The business name chosen for the new Alabama Corporation must be different from all other business entity registered and reserved Alabama business entities. It must end with either “Incorporated” or “Corporation” (or an abbreviation thereof)-or, if it is to be a banking corporation, “Bank,” “Banking,” or “Bankers.” The name cannot state or imply that the corporation is organized for some purpose other than the one specified in its articles of incorporation.
It is necessary that the new corporation’s name be reserved with the state filing office before filing articles of incorporation. This costs $10 and last for up to 120 days.
State Incorporation Timelines
The filing time for Alabama LLCs is 8 weeks, and can be expedited in 21 business days.
State Incorporation Filing Fees
Alabama LLCs filing fee is $163, and can be expedited by paying an additional $100.
Articles of Incorporation and Operating Agreement
New Alabama corporations must file an original and two copies of your articles of incorporation with their local county probate judge before they can start conducting business as a corporation. Once the judge finds that the articles are in compliance with state law, he or she will issue (publish) one certified copy of the articles, return one to the LLC, and forward the third within 10 days to the Corporate Section of the Alabama Secretary of State’s office. Filing requires a $40 fee payable to the Alabama Secretary of State, and another $35 payable to the county probate judge, for a total of $75.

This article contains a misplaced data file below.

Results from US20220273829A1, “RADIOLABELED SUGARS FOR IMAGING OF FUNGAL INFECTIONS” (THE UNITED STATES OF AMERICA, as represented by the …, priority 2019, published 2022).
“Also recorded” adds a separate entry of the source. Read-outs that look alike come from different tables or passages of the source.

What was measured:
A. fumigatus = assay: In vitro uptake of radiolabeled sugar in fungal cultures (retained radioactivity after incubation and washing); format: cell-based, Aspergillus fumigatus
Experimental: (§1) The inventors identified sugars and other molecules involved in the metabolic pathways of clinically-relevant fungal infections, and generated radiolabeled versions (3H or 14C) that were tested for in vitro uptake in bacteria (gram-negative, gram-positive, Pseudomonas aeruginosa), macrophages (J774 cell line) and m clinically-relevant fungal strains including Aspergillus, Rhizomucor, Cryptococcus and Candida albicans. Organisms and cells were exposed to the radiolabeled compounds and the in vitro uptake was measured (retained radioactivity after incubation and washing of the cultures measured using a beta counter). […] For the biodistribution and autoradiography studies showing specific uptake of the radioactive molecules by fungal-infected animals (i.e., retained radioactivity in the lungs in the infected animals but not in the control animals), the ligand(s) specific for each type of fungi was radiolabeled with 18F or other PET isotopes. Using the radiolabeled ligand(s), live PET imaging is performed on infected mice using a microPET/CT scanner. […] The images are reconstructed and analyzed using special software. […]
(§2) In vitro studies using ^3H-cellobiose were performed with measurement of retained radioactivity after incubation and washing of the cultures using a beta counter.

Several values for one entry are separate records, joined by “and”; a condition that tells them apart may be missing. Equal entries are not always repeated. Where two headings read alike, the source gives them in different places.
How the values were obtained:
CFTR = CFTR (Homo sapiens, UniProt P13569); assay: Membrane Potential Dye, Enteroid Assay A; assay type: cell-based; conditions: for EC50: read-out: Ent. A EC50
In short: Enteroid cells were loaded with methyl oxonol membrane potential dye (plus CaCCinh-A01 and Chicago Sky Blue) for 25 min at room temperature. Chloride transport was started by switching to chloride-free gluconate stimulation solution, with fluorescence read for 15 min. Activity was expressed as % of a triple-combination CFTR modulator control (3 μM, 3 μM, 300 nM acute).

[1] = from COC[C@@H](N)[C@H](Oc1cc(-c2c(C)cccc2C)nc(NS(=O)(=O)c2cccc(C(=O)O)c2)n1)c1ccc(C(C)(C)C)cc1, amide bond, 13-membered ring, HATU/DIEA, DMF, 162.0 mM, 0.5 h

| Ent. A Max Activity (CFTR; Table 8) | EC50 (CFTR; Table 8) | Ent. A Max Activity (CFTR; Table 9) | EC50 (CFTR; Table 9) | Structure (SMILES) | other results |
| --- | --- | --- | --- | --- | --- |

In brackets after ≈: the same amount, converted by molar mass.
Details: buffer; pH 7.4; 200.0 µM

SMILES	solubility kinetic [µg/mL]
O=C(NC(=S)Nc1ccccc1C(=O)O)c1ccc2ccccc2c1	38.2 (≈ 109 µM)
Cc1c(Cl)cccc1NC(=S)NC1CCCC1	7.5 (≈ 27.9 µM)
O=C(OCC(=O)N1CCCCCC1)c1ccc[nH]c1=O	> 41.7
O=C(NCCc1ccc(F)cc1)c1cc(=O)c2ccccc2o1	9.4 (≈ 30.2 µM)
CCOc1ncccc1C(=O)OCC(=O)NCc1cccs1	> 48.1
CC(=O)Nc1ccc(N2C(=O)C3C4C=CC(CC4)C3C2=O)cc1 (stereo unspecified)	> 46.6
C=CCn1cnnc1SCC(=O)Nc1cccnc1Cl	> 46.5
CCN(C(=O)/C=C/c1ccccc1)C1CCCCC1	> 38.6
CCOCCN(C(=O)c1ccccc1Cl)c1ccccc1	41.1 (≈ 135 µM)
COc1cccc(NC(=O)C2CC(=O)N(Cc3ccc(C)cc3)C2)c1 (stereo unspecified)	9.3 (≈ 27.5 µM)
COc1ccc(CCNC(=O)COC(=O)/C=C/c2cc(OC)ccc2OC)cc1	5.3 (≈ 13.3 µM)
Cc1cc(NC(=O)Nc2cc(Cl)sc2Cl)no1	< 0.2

The articles must be delivered by at least one of the incorporators, who must sign and deliver the articles to the judge. The following information must be included in the articles of incorporation:
- Name and address of incorporator(s)
- Brief statement of corporate purpose, which may be the general statement, “the transaction of any or all lawful business for which corporations may be incorporated under the Alabama Business Corporation Act.”
- The address of the corporation’s principal office
- The address of the corporation’s initial registered office
- The name of the new corporation’s initial registered agent at that office
- Whether the corporation will be of perpetual or limited duration
- The share classes of stock that the corporation is authorized to issue, including the number of shares in each class
- The name and address of each alien (out of state) affiliate
Alabama state law also allows (but does not require) optional items to be included in the articles of incorporation for those corporations who wish to formally specify additional information, such as:
- Shareholders’ rights to adopt initial bylaws
- Provisions managing the business and regulating the corporation’s affairs
- Provisions regulating the powers of the corporation, its board of directors, and shareholders
- A provision eliminating or limiting the liability of a director to the corporation or its shareholders for money damages in certain situations
Alabama law does not use the concept of par value for stocks, therefore, you do not need to state a par value for your shares.